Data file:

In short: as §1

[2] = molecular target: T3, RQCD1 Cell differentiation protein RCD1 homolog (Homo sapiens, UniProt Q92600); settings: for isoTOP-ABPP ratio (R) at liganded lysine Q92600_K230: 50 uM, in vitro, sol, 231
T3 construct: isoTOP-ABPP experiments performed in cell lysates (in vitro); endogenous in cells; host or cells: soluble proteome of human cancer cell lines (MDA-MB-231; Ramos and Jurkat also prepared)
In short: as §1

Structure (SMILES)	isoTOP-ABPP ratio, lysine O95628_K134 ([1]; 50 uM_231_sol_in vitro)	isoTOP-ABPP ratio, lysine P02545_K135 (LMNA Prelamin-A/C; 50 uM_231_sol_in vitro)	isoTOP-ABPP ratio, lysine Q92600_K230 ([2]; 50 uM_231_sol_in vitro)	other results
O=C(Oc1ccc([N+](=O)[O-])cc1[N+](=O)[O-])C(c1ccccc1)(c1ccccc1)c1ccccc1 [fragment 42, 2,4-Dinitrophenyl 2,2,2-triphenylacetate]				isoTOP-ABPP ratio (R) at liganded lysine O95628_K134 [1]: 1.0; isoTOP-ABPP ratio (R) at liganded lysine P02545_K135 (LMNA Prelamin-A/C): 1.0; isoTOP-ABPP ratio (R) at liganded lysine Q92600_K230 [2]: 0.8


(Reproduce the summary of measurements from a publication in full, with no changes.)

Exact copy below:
In short: as §1

[2] = molecular target: T3, RQCD1 Cell differentiation protein RCD1 homolog (Homo sapiens, UniProt Q92600); settings: for isoTOP-ABPP ratio (R) at liganded lysine Q92600_K230: 50 uM, in vitro, sol, 231
T3 construct: isoTOP-ABPP experiments performed in cell lysates (in vitro); endogenous in cells; host or cells: soluble proteome of human cancer cell lines (MDA-MB-231; Ramos and Jurkat also prepared)
In short: as §1

Structure (SMILES)	isoTOP-ABPP ratio, lysine O95628_K134 ([1]; 50 uM_231_sol_in vitro)	isoTOP-ABPP ratio, lysine P02545_K135 (LMNA Prelamin-A/C; 50 uM_231_sol_in vitro)	isoTOP-ABPP ratio, lysine Q92600_K230 ([2]; 50 uM_231_sol_in vitro)	other results
O=C(Oc1ccc([N+](=O)[O-])cc1[N+](=O)[O-])C(c1ccccc1)(c1ccccc1)c1ccccc1 [fragment 42, 2,4-Dinitrophenyl 2,2,2-triphenylacetate]				isoTOP-ABPP ratio (R) at liganded lysine O95628_K134 [1]: 1.0; isoTOP-ABPP ratio (R) at liganded lysine P02545_K135 (LMNA Prelamin-A/C): 1.0; isoTOP-ABPP ratio (R) at liganded lysine Q92600_K230 [2]: 0.8